MFA soon compulsory for AWS users, passwordless authentication an option

AWS has added support for FIDO2 passkeys, a passwordless authentication method under the Fast Identity Online (FIDO) framework, for multifactor authentication — and will soon make MFA mandatory for signing in to AWS accounts.

“Beginning in July 2024, root users of standalone accounts — those that aren’t managed with AWS Organizations — will be required to use MFA when signing in to the AWS Management Console,” Arynn Crow, senior manager for user authentication products at AWS, said at the company’s re:Inforce event on Tuesday. “Just as with management accounts, this change will start with a small number of customers and increase gradually over a period of months,” she said.

AWS will allow customers a grace period to enable MFA which will be displayed as a reminder at sign-in.

AWS will enforce MFA use by year end

Presently, and as the first leg of its MFA enforcement program, AWS only imposes MFA on the ‘management account’ root users of AWS Organizations, a policy-based account management service that consolidates multiple AWS accounts into an ‘organization’, when they sign into AWS console.

It was in October 2023 that it first announced the coming expansion of the MFA mandate to standalone AWS root users, promising features that will “make MFA even easier to adopt and manage at scale”.

The changes do not apply — yet — to the ‘member accounts’ of AWS Organizations, Crow said on Tuesday. Member accounts are accounts other than the management account used to create and manage the “organization”.

AWS has plans to launch additional features later this year to help customers manage MFA for larger number of users, such as the member accounts in AWS Organization.

Passkeys for phishing-resistant authentication

To ease the pain of having to use a second authentication factor to log in, Crow said AWS will support the use of FIDO2 passkeys.

These are more secure than one-time passwords or password-based MFA methods, according to Crow.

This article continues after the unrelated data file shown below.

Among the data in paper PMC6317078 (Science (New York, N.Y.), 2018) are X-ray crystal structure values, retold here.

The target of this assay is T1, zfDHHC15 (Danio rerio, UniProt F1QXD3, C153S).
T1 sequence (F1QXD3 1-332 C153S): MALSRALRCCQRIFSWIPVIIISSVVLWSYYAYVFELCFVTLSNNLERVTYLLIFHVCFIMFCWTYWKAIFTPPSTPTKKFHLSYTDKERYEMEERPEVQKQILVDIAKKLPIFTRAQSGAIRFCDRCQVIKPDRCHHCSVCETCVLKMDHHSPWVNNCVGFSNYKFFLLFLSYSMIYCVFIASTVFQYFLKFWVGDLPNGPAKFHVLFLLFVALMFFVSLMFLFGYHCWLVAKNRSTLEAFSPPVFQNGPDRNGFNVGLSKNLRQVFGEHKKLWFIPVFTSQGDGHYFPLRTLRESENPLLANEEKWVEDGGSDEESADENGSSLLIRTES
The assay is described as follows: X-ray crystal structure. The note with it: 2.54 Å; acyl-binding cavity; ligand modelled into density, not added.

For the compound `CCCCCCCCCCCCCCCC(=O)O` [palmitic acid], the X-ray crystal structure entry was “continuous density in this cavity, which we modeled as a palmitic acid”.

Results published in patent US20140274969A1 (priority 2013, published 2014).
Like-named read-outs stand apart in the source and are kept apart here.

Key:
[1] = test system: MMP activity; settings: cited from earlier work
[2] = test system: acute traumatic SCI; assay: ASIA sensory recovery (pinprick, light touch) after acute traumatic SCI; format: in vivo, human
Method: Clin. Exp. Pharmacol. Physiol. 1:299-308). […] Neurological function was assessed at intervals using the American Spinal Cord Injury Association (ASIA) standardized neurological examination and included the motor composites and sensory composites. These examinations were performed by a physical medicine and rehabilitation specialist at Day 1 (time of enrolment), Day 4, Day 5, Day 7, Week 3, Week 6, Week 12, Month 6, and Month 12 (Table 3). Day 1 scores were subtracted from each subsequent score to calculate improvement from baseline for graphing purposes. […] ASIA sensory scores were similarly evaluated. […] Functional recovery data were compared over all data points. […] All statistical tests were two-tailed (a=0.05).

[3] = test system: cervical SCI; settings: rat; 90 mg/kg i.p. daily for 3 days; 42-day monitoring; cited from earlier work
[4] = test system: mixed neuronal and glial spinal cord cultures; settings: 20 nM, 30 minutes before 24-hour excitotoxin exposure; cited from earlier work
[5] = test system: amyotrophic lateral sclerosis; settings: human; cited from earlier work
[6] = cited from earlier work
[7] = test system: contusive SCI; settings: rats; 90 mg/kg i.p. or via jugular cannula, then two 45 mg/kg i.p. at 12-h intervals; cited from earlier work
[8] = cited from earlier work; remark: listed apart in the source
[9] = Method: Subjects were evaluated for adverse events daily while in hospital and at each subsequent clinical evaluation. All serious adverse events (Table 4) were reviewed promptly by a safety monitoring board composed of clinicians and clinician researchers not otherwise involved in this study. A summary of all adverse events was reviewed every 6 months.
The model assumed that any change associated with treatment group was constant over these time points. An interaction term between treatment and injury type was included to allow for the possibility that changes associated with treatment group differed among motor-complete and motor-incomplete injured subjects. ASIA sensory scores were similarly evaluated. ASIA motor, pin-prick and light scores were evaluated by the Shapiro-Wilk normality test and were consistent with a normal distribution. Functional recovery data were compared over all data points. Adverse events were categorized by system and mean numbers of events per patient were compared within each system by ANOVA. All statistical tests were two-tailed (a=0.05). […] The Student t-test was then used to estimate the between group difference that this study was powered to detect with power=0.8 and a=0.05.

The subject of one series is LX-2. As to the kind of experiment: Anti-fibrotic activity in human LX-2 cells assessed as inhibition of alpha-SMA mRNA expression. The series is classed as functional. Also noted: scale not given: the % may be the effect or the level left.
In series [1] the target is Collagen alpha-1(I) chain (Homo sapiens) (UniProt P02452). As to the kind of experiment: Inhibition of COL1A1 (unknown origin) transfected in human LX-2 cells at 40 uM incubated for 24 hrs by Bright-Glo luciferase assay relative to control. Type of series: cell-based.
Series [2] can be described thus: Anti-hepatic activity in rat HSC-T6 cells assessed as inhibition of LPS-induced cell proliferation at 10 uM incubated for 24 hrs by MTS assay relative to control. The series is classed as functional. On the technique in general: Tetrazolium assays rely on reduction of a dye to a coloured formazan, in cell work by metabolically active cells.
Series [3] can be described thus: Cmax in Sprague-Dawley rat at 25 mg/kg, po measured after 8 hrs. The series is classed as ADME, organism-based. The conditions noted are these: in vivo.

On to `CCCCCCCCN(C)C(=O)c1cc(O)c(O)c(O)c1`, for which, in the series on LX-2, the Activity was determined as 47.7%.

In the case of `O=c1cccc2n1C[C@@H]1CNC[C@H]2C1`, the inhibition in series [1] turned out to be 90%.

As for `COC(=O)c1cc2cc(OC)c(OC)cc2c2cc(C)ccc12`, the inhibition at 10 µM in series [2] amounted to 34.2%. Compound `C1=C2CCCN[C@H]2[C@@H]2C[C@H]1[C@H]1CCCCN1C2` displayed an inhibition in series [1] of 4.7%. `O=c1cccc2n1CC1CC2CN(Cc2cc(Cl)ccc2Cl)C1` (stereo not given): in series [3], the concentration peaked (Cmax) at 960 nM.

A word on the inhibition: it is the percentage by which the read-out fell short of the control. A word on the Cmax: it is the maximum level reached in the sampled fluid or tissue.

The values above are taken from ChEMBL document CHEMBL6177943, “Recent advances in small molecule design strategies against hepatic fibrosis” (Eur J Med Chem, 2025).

Passkeys are considered to be phishing-resistant as they are based on public key cryptography. After a user creates a passkey with a site or application, a private-public key pair is generated on the user’s device. While the public key is accessible through the site or application, it is useless in the hands of a threat actor without the private key.

Using a passkey for signing in is largely automatic, requiring no typing or entry, and is inherently more secure. This is because passkeys do not involve extra steps or codes that could be susceptible to theft, phishing, or interception if handled improperly.

Syncable passkeys, an implementation of the FIDO2 standard, allows for the passkeys to be shared across devices and operating systems once generated on a device. This is better as it will allow passkeys to be backed up and synced across devices, unlike storing in a physical device like a USB-based key, Crow explained.

“Customers already use passkeys on billions of computers and mobile devices across the globe, using only a security mechanism such as a fingerprint, facial scan, or PIN built into their device,” Crow added. “For example, you could configure Apple Touch ID on your iPhone or Windows Hello on your laptop as your authenticator, then use that same passkey as your MFA method as you sign in to the AWS console across multiple other devices you own.”

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